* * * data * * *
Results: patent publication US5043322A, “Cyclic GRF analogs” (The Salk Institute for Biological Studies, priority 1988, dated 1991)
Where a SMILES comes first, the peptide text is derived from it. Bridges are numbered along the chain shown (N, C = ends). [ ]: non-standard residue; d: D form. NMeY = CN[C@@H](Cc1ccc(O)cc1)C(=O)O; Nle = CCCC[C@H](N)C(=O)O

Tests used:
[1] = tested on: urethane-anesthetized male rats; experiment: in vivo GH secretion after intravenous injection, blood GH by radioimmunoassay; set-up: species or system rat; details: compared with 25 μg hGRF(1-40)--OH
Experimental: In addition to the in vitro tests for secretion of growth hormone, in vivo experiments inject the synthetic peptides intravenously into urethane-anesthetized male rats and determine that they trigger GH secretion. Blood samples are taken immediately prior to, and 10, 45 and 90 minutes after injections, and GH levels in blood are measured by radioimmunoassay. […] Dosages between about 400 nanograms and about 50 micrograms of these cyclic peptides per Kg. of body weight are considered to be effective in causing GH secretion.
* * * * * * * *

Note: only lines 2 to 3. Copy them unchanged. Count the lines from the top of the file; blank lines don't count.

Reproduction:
Where a SMILES comes first, the peptide text is derived from it. Bridges are numbered along the chain shown (N, C = ends). [ ]: non-standard residue; d: D form. NMeY = CN[C@@H](Cc1ccc(O)cc1)C(=O)O; Nle = CCCC[C@H](N)C(=O)O

Tests used: